Teaching a Perfectionist

(My husband will seethe over this, but I’m starting with a quote.  From his least favorite inventor.)

“I have not failed.  I have only found 10,000 ways that do not work.”

-Thomas Edison

Since September, our family has been “lightly homeschooling”.  Our oldest is only 3 1/2, so we are just doing basic preschool things, but it seemed more fitting for our family than sending her to preschool since we hope to homeschool (more formally) eventually.  She is a smart little girl, and really loves to be engaged and challenged, so my husband and I knew she would love learning new things.

What we hadn’t anticipated is that our oldest daughter tends to be quite a perfectionist, even at this tender age.  As a self-proclaimed non-perfectionist, it is very hard for me to wrap my head around a lot of her behaviors.

She will attempt putting puzzle pieces together once, but if she cannot get it on the first try, she gives up.  She will refuse to “guess” a letter or number if she isn’t 110% sure she knows what it is.  She will ask the same question several times over to make sure she understands the answer.

I, on the other hand, am happy with a poorly-made bed, just so that there are some sheets on there and the comforter isn’t crumpled up.  Although I try my hardest, I don’t wash all the dishes in the sink every night before bed.  I don’t put away laundry immediately after folding it.

Seriously, who does that?

Madeline probably will.

My husband and I are finding that in a lot of areas of her life, we have to coach Madeline to even try something new.  In roomfuls of other children, she will often shy away from trying what is being taught.  I have seen this first hand in the preschool-aged Sunday school class at our church.  I used to have a group of five year olds, and during worship time, all kids 2-5 worship together.  I watched as Madeline sat in a corner, not singing, nor dancing, watching the other children.  Having seen her sing and dance these songs with exuberance at home, I gently asked her to join everyone else, to which she refused.  She did not like to sing and dance with the other kids, she explained.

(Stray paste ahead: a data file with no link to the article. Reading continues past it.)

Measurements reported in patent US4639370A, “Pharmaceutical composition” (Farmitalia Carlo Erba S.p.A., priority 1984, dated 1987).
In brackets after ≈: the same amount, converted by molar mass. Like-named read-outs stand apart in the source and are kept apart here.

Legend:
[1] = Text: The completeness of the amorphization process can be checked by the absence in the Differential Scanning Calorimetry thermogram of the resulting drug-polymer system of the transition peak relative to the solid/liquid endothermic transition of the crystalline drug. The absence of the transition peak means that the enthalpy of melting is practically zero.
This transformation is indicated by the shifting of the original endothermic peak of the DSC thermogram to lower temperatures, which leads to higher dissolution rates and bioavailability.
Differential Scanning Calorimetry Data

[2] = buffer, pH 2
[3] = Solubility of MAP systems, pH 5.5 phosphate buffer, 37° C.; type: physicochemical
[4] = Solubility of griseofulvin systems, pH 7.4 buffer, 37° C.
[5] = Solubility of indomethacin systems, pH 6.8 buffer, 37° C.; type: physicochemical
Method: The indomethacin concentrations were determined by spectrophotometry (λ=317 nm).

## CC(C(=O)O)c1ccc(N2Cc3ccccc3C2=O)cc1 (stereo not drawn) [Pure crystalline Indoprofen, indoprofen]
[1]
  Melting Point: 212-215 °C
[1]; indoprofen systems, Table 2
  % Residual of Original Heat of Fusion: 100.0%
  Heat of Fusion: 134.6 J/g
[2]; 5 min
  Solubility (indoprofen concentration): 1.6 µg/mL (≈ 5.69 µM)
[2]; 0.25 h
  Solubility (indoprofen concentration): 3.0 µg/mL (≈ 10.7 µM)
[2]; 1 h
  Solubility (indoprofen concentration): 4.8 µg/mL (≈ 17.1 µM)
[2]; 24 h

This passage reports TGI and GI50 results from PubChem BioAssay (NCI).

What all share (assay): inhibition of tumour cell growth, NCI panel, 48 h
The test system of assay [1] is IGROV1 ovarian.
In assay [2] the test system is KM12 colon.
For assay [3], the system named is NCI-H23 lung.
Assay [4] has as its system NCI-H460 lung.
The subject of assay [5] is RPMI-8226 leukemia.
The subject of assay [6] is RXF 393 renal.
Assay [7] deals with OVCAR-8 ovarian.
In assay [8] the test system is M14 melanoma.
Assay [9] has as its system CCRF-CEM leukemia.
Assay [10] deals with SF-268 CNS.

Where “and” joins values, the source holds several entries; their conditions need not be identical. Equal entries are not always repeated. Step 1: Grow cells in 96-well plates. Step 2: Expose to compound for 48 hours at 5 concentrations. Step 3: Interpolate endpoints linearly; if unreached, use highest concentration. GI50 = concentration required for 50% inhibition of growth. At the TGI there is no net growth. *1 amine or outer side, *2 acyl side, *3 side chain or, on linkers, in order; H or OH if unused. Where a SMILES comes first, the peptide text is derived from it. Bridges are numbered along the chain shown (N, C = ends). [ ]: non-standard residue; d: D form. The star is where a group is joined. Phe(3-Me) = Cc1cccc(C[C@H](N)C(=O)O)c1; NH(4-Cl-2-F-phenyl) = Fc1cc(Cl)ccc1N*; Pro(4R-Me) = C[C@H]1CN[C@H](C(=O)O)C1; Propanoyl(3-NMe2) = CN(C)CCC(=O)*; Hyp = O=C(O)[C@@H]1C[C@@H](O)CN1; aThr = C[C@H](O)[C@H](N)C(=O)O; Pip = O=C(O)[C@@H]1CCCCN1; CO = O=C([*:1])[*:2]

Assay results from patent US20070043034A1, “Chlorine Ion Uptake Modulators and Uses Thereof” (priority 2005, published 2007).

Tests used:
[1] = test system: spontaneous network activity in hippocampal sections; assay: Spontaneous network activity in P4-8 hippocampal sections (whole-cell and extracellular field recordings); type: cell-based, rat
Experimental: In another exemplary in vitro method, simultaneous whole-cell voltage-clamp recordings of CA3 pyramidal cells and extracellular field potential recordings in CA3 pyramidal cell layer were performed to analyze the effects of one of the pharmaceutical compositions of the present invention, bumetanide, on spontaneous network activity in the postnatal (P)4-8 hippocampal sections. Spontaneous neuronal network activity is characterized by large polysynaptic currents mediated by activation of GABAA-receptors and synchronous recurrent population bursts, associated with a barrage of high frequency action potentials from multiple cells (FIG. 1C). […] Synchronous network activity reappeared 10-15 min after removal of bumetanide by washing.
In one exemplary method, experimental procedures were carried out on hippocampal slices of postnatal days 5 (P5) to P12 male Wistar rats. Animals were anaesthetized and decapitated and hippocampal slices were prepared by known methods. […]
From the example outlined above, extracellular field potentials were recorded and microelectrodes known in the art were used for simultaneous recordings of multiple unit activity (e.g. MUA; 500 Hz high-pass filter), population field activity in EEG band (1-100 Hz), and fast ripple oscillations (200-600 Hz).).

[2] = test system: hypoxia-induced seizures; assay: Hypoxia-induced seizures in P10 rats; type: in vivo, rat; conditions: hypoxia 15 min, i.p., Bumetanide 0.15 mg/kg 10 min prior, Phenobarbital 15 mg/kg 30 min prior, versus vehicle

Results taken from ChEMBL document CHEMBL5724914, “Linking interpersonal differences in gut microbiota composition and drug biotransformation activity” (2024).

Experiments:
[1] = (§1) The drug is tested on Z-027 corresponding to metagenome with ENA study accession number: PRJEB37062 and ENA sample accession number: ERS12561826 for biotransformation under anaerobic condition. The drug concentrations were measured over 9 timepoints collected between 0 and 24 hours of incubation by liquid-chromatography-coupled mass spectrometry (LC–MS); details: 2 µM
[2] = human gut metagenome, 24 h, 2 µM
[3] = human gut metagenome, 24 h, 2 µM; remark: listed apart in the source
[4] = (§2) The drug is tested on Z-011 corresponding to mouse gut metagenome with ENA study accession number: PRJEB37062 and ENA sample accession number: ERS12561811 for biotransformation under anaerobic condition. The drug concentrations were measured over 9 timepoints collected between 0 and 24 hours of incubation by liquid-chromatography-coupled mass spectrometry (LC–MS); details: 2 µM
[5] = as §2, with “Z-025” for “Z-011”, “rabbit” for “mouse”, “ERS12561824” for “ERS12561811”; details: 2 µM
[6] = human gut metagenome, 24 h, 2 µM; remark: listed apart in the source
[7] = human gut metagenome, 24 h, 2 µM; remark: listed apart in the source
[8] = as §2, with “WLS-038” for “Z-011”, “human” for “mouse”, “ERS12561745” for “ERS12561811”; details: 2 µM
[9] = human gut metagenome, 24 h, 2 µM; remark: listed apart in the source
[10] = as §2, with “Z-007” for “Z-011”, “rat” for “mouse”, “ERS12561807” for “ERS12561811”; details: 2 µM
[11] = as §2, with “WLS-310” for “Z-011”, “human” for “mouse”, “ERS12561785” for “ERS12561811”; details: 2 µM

It is taking careful words and lots of conversations to help Madeline realize she can give things a try and fail a few (or many) times.  Even in front of friends or strangers.

I know perfectionism to some degree has its benefits.  I know that when Madeline tries to do something, she works very hard to do it right.  She will not leave me a mess to clean up (most of the time).  She will not leave a sloppily made bed in the morning.  She makes sure she does chores in the order she always does them (first she feeds the dog in the morning, THEN she gets the vitamins; she cannot switch the order).

As her mom, I pray I have the strength to encourage her in her strive for excellence, as well as the ability to teach her to give herself grace for her own short comings and mistakes.  She is not perfect, and never will be.  She needs to know that.  But she needs to know that she can improve any number of skills by trying, falling down, and getting back up again.


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A Confession

I have a confession to make:

I am a blogger, and I am not so great at communication.

Don’t believe me? Ask my husband.

Amongst friends I can be talkative, energetic, tell lots of jokes, and generally be outgoing, but I have a difficult time holding a conversation with someone I’ve just met. That is just not my gift.